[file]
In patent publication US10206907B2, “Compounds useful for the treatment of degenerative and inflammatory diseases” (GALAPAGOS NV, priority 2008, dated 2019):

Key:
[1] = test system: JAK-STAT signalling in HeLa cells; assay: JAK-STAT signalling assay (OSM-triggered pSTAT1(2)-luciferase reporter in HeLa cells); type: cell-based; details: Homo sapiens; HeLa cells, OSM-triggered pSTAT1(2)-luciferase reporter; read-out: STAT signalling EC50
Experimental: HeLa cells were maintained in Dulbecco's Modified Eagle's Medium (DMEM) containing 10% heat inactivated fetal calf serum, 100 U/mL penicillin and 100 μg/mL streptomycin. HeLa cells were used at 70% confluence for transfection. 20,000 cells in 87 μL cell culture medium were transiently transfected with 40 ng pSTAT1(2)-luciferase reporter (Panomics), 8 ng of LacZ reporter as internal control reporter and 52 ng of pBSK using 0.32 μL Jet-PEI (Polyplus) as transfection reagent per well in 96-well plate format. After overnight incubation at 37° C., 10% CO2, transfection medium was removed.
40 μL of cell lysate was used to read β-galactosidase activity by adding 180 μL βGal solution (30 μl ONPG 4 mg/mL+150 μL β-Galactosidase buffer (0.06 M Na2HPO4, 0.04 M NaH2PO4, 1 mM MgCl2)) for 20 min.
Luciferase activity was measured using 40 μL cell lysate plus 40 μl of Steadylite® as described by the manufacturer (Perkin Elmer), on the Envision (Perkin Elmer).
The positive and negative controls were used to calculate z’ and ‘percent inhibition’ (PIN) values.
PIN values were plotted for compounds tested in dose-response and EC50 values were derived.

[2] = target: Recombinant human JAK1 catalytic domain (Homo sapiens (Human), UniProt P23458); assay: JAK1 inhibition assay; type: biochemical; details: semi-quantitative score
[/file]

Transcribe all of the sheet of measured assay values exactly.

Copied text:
In patent publication US10206907B2, “Compounds useful for the treatment of degenerative and inflammatory diseases” (GALAPAGOS NV, priority 2008, dated 2019):

Key:
[1] = test system: JAK-STAT signalling in HeLa cells; assay: JAK-STAT signalling assay (OSM-triggered pSTAT1(2)-luciferase reporter in HeLa cells); type: cell-based; details: Homo sapiens; HeLa cells, OSM-triggered pSTAT1(2)-luciferase reporter; read-out: STAT signalling EC50
Experimental: HeLa cells were maintained in Dulbecco's Modified Eagle's Medium (DMEM) containing 10% heat inactivated fetal calf serum, 100 U/mL penicillin and 100 μg/mL streptomycin. HeLa cells were used at 70% confluence for transfection. 20,000 cells in 87 μL cell culture medium were transiently transfected with 40 ng pSTAT1(2)-luciferase reporter (Panomics), 8 ng of LacZ reporter as internal control reporter and 52 ng of pBSK using 0.32 μL Jet-PEI (Polyplus) as transfection reagent per well in 96-well plate format. After overnight incubation at 37° C., 10% CO2, transfection medium was removed.
40 μL of cell lysate was used to read β-galactosidase activity by adding 180 μL βGal solution (30 μl ONPG 4 mg/mL+150 μL β-Galactosidase buffer (0.06 M Na2HPO4, 0.04 M NaH2PO4, 1 mM MgCl2)) for 20 min.
Luciferase activity was measured using 40 μL cell lysate plus 40 μl of Steadylite® as described by the manufacturer (Perkin Elmer), on the Envision (Perkin Elmer).
The positive and negative controls were used to calculate z’ and ‘percent inhibition’ (PIN) values.
PIN values were plotted for compounds tested in dose-response and EC50 values were derived.

[2] = target: Recombinant human JAK1 catalytic domain (Homo sapiens (Human), UniProt P23458); assay: JAK1 inhibition assay; type: biochemical; details: semi-quantitative score